Wednesday, August 5, 2009

Piggyback On Pittsburgh

One of the goals of Greater Youngstown 2.0 is to establish an infrastructure for better leveraging of publicity. The Entrepreneur magazine article is one example. How do we get that message out to prospective businesses and talent? Consider the logistics behind taking advantage of the G-20 summit in Pittsburgh:

Local leaders here are hoping to be more effective in getting out the message that Pittsburgh wasn't named the Most Livable City for nothing.

Dennis Yablonsky, the Allegheny Conference's executive director, said his staff was going to spend the next two months developing ways to tell the region's story to the world over the two-day convention next month.

"We need to get the message out about the Pittsburgh economy and the Pittsburgh transformation story," he said. "We're going to use that media attention to generate a pipeline of companies thinking about Pittsburgh."

There is absolutely no reason why the Steel Valley can't tell its story why the world is watching Pittsburgh. What brings Revere Data to Youngstown can attract other companies. Furthermore, proximity to Pittsburgh (and Cleveland) is a strong selling point.

Don't forget that 4 out of the 5 Greater Youngstown counties are part of the Pittsburgh Regional Visioning Project. Mayor Jay Williams is on the steering committee and the initiative finally settled on a name:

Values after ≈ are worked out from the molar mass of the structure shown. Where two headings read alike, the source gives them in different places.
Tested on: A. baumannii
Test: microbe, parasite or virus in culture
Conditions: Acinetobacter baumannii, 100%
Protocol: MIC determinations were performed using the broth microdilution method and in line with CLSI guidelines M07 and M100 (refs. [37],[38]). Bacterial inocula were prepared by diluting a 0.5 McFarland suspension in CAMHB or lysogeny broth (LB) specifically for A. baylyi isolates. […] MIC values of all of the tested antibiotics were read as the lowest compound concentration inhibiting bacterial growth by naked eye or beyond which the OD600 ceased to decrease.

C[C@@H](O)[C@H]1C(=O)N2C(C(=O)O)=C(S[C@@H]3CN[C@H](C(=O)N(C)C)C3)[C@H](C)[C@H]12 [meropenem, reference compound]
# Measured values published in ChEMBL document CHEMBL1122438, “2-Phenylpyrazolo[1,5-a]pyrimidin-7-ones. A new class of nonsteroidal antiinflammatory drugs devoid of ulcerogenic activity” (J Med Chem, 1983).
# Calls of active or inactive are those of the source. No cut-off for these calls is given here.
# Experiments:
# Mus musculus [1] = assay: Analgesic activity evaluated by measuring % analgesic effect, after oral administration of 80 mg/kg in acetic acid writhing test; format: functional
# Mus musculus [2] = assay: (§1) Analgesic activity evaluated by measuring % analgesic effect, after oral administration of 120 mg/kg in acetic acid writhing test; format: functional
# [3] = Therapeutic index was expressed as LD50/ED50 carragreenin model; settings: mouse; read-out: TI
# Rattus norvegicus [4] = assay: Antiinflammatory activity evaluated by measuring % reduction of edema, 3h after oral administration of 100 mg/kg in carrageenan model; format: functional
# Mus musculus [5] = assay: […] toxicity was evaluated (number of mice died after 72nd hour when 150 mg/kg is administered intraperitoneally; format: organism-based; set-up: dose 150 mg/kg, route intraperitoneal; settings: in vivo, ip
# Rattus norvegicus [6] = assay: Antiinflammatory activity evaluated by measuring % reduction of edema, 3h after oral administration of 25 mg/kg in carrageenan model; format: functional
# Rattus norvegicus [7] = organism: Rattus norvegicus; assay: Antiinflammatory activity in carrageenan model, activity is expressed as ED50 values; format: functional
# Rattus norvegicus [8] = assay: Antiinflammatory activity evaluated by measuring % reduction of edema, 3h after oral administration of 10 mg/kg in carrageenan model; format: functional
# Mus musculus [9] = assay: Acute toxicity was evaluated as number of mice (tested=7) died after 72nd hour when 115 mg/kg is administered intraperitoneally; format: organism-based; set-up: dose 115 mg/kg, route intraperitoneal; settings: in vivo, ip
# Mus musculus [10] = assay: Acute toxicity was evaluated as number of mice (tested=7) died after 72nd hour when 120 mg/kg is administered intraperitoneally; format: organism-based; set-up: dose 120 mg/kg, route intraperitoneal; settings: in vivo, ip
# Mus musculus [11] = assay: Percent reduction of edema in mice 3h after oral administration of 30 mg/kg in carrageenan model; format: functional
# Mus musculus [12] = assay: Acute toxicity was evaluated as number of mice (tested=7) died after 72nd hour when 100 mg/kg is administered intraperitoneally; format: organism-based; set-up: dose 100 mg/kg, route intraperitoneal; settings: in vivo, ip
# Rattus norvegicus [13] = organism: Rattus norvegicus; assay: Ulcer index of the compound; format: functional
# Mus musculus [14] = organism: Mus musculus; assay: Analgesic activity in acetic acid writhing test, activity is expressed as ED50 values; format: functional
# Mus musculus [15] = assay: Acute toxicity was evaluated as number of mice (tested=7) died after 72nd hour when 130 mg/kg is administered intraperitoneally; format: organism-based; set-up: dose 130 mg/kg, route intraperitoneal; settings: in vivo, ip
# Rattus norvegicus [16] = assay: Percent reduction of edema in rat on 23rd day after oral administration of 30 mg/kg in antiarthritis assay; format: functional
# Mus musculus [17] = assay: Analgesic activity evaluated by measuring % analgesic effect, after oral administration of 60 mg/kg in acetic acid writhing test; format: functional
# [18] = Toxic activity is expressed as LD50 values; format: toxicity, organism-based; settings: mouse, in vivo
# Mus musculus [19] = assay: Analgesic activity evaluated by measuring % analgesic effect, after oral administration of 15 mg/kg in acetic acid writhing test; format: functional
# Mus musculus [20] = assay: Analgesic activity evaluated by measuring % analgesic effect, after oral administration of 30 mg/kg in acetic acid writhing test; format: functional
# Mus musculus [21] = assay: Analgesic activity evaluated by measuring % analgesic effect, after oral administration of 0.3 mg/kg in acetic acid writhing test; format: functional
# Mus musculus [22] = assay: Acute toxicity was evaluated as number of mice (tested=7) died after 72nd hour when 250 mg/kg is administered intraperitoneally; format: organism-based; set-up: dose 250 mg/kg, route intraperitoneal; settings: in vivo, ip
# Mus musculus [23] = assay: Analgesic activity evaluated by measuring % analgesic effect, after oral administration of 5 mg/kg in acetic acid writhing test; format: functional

Power of 32
32 Counties, 4 States, 1 Vision

The Pittsburgh pitch is now much more than just Allegheny County.

Tuesday, August 4, 2009

Steel Valley Shadows

Tyler Clark covered it yesterday, but a message from a member of Greater Youngstown 2.0 encouraged me to give it a close inspection. I'm being asked for my impressions of a Detroit News production about Lordstown and the entire Mahoning Valley.

I would tend to agree with Tyler in that some of the more melodramatic statements sound like hyperbole. The portrait is one of Lordstown trying to avoid the awful fate of Youngstown. The only positive images are from a distant past. Those memories are holding the region back. There isn't a stark choice between glory days and the effacement of home.

While watching the interviews, I imagined being in the shoes of Richard Longworth travelling the Midwest and speaking with people on the wrong end of economic globalization. I hear workers and students struggling to understand the forces ravaging their way of life. What frightens me is the impression that Lordstown is somehow disconnected from Youngstown. Leave Lordstown and head in any direction and you'll find the same story. The same trials. There may be one Mahoning Valley, but you wouldn't know it from listening to its people.